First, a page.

The Government Taketh Away: The Politics of Pain in the United States and Canada

By Leslie A. Pal; R. Kent Weaver | Go to book overview

6
CLOSING MILITARY BASES

LILLY J. GOREN AND P. WHITNEY LACKENBAUER

DOMESTIC MILITARY BASE CLOSURES NEVER SEEM TO CONSTITUTE EASY decisions for democratic governments either to make or to implement. Both the United States and Canada have faced a number of expected difficulties in their respective efforts to consolidate and modernize their domestic basing situations. Over the past quarter of a century, both countries have run into significant roadblocks every time the military requested that elected representatives consent to the closure of military bases.

Although the number of bases in the United States (historically and currently) dwarfs the relatively tiny number in Canada (at approximately a 20:1 ratio), and would thus make the issue seem almost incomparable on grounds of magnitude, several salient factors make this case study relevant. In both countries, extraneous infrastructure costs were seen as representing a significant portion of military expenditures. Furthermore, in both Canada and the U.S. there is the complication of the distribution of military bases across the country. Both Canada and the U.S. faced a situation where any particular area or region might find their “defense dollar” losses apparently greater than another region’s or area’s losses. Both countries’ basing structures had grown up and evolved in a haphazard manner, mostly rooted in responding to various threats over extended periods of time. Certain U.S. bases, for example, were first built to protect against the British invasion in the War of 1812, or to get B-47s with atomic bombs as close to the Soviet Union as possible before the age of intercontinental missiles and jet planes. In Canada, the Second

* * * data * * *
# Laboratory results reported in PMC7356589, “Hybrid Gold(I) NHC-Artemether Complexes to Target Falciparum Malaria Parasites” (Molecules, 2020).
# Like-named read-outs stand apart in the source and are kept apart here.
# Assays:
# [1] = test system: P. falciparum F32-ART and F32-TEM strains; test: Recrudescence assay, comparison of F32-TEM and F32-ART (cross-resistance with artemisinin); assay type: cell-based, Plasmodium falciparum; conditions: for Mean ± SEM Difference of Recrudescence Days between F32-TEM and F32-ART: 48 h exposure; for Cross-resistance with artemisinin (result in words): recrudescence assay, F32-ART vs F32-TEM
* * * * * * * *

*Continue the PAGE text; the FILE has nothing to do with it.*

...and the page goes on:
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The Government Taketh Away: The Politics of Pain in the United States and Canada
Table of contents

Table of contents

  • American Governance and Public Policy Series ii
  • Title Page iii
  • Contents vii
  • Preface ix
  • List of Tables and Figures xi
  • 1 - The Politics of Pain 1
  • 2 - Cutting Old-Age Pensions 41
  • 3 - Controlling Health Care Costs for the Aged 71
  • 4 - Telecommunications Deregulation 107
  • 5 - Tobacco Control 137
  • 6 - Closing Military Bases 167
  • 7 - Siting Nuclear Waste 195
  • 8 - Gun Control 233
  • 9 - Abortion 263
  • 10 - Conclusions 293
  • Contributors 329
  • Index 333
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